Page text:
Monday, April 13, 2015
Oh the Irony
This week is National Library Week. I live in the state which brought you the United States' first free public library. I also live in a state which schedules all the statewide standardized testing for 3 weeks in April. Wanna take a wild guess as to when all that begins? Yep, today. Wanna guess where the testing takes place in my schools? Yep, the library. Therefore, during National Library Week we can't have any book circulation. It's enough to make a library lady either cry or rampage. In order to soothe myself I bring you some interesting happenings in the library lately.
The kindergarteners get very excited when I come to pick them up. One little guy, who is enthusiasm embodied, shouted upon seeing me, "It's Library Girl!!!" I thought it made me sound like a superhero so I am adopting it as my new moniker. Faster than an OPAC! Able to leap tall stacks of books in a single bound. She stands for facts, information, and the literary way! It's a teacher, it's a book lover, it's Library Girl!
A student was dawdling in choosing a book after his teacher had given the countdown for finishing. He grabbed a book off the shelf and moseyed to my desk. As he arrived he announced, "I'll take this book, It's sucky, but I'll take it." Nope, we have 10,000 books here there is no reason for you to grab one you think is sucky. Go find one you actually want. He said he couldn't find one. I asked what he liked. He told me. I stuck a book in his hand. He looked at it and said, "This doesn't look like it sucks." Good, try to enjoy it. Maybe he needs to go spend some time with the kindergarteners.
I have long had a big soft spot for six year olds in glasses. I also collect Caldecott Award winning books. When a glasses sporting six year old comes to the library and asks on every visit if he can have a "reward" book* I am a complete goner.
*The first week I said I wasn't sure what he meant by "reward book" and asked if he could explain more about it. He drew circles in the air and declared, "They have gold and silver circles on the covers!" It was at the end of a long day. His little grin when I handed him Officer Buckle and Gloria totally made up for his one classmate who drove me nuts.
One little girl came up clutching a Disney book and begging, "Please, Miz Lime, can you order lots more Disney books? They're my favorites!!!" I told her that was a great idea and she ought to talk to the principal about it. Bewildered, she asked why. I explained that is because the principal decides how much money the library gets for ordering new books each year...and that it's been five years since our library had new books ordered.
Lime...disseminating information and fomenting unrest among primary students since 2012.
At the same library we have a tile floor. Judging by how long certain spills have remained untouched, the floor has not been mopped all year. Could I do it? Yes, but I spent a lot of time cleaning up after adults last year. I've asked repeatedly for people to clean up after themselves. I've been told the custodial staff is responsible. My take home pay for a full-tome job running two libraries is less than what my kid earns at a part time job serving burritos. I expend a lot of energy just keeping 22, 000 books in order. I figure if the floor looks hideous enough maybe someone will finally be compelled to do is or her job. That has proved to be unsound logic. I am now considering finding a kid with the belly bug and having him strategically barf in the library to get the floor mopped.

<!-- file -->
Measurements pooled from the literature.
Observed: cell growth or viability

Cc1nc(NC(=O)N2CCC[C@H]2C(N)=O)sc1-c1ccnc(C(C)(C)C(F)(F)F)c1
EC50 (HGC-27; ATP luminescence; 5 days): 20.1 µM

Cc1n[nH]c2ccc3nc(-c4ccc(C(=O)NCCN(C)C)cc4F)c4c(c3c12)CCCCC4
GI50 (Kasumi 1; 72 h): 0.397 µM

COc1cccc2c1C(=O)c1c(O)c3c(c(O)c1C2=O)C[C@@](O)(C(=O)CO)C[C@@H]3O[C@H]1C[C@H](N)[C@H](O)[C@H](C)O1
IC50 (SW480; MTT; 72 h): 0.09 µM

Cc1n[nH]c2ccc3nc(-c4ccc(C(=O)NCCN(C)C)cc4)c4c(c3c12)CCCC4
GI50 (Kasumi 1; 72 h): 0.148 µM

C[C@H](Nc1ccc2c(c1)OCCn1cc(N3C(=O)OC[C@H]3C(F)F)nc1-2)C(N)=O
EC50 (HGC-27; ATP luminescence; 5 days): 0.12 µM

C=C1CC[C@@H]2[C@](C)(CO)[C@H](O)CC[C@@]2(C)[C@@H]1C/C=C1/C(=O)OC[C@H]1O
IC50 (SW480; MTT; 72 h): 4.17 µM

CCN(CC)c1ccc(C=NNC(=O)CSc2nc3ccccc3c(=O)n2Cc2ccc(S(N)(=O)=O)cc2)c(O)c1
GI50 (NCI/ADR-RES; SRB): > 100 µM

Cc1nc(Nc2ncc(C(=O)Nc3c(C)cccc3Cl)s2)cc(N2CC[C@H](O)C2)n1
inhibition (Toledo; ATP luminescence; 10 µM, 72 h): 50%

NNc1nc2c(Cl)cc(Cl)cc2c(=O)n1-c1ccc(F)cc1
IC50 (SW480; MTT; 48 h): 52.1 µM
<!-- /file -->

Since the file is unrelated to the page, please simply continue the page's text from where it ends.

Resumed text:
I have a fifth grader who has asked me for books on quantum mechanics and the works of Shakespeare. She has been so understanding when I have told her we have nothing like that. I so wish I could put something in her hands that she wants but I am encouraged that she tells me she gets to the public library where she can find these things.
One student returned a badly damaged book. In such cases I assign the fine after speaking with the student to see if there is a plausible story or any sense of responsibility or contrition. This student seemed to have both so I showed her that the cost of the book, which I could not repair was $18 and I told her I would only fine her $5. We are a very poverty stricken district. So few fines come in....ever. She sat down, thought a moment, and asked if she could still check out a new book. I reminder her that all books and fines have to be taken care of before new books can be selected.
Her: Well, my parents were going to focus on buying me stuff on Friday so I don't think they will be able to send the money in.
Me: Perhaps you could suggest they buy you $5 less "stuff" and send it in for the fine. Better yet, you could go home and ask them for some chores to do to earn the money to pay for the book.
Her: (indignantly) I don't like chores!
Me: (arching a single eyebrow and questioning my earlier sense of mercy) No one likes chores but they are a responsibility...just like that book you didn't take good care of.
It was a more professional response than what I wanted to say which was, "Then it sucks to be you."
I may be Library Girl but it takes more than Super Human strength not to burst out laughing when a first grader checks out a book about outer space and announces, "YOOOOOOUUR-anus is an AWESOME planet!"